Mass of Creation Poll


#1

Okay, here’s a poll for the popular Mass of Creation.


#2

My biggest problem with Mass of Creation is that it is used so often I’m tired of it. But once in a while is OK.

I think it’s the best comtemporary setting for use with the organ. Other contemporary settings tend to be written for for the piano and/or guitar and don’t sound right played with organ.


#3

I don’t mind it - don’t really hear it a ton anyway. At least I’m familiar with it and can sing along :smiley:


#4

My husband calls it “Mass of Recreation”. Not fond of it, nor the one that sounds like a bunch of cowboys out on the prairies after hittin’ the chuck wagon.


#5

It’s okay but we need something different. My parish has done it to death. There’s another Mass setting for the “Lamb of God” (which I can’t remember the author of right now) that you can swear you can hear seagulls.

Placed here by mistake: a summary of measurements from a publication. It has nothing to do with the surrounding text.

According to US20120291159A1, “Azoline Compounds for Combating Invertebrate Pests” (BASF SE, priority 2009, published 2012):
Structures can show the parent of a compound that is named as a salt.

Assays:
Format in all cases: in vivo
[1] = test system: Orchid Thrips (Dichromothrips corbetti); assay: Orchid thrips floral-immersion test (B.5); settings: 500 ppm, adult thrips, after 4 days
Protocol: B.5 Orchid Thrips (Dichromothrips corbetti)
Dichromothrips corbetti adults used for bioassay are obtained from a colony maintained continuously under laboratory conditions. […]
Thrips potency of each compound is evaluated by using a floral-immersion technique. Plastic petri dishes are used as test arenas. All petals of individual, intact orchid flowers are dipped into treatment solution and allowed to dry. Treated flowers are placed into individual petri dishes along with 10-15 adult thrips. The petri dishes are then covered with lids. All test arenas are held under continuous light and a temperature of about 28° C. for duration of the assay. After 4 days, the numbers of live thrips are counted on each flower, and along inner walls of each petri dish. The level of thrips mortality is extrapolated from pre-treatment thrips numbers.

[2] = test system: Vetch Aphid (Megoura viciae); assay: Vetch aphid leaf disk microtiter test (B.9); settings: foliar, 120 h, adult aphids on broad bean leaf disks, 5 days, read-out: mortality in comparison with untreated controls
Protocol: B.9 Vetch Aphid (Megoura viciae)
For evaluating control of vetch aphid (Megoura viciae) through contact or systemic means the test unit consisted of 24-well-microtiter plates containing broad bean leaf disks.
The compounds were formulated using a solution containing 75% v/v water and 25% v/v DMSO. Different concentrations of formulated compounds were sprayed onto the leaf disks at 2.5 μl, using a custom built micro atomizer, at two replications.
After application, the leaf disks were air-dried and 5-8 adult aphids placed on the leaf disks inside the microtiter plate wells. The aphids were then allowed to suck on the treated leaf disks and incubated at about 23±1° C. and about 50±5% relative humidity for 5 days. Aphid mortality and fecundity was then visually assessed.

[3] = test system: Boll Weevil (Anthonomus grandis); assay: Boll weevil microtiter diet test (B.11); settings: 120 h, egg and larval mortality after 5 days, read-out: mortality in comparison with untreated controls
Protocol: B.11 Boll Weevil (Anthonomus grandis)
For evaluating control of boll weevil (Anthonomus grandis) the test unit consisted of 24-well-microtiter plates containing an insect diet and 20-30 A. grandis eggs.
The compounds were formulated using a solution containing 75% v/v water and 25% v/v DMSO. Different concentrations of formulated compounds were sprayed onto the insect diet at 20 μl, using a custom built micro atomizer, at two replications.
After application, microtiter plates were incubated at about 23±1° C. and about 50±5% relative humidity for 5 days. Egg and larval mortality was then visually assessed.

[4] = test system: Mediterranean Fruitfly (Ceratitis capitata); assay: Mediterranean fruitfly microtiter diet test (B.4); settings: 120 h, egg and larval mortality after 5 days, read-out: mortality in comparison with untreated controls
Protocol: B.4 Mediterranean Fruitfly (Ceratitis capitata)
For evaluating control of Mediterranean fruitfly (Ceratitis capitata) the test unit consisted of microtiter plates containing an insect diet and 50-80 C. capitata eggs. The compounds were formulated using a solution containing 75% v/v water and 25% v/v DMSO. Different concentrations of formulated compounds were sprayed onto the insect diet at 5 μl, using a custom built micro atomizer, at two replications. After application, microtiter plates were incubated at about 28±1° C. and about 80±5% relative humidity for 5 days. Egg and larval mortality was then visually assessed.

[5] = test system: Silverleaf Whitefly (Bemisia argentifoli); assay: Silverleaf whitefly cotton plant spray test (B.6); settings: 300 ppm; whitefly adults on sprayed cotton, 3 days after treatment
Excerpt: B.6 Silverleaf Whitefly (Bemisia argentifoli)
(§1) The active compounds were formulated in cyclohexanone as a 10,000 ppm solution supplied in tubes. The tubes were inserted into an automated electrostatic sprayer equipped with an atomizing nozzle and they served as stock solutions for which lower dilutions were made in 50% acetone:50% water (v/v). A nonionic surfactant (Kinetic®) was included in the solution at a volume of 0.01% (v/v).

#6

The first 20 times I heard it I could live with it, but after that, every parish had to use it on every Sunday, and it just got old and overplayed.


#7

I would stick with the Orbis Factor any day… :slight_smile:


#8

I am really tired of it. I also think that we ahould use Catholic music for the Liturgy. I understand that the Mass of Creation was originally written as a Lutheran service, not Catholic, and I know Marty Haugen is not a Catholic.

Peace,
Linda


#9

Like most contemporary sets of service music, the musicality of the Mass of Cremation simply does not represent the nature of the prayer and the Sacrament, even if most of the words are correctly translated. The parts have catchy tunes, but not SACRED tunes. Many people may not know the difference, and it is something which defies description. For instance, take Michelangelo’s Pieta, and place it next to a similar statue I carved with a chainsaw into an oak log. Both represent the anguish of Our Lady as she holds the body of her Son removed from the cross. It is just that Signor Buonarotti’s statue represents the image in a more profound and spiritual manner than does my own Stihl-life.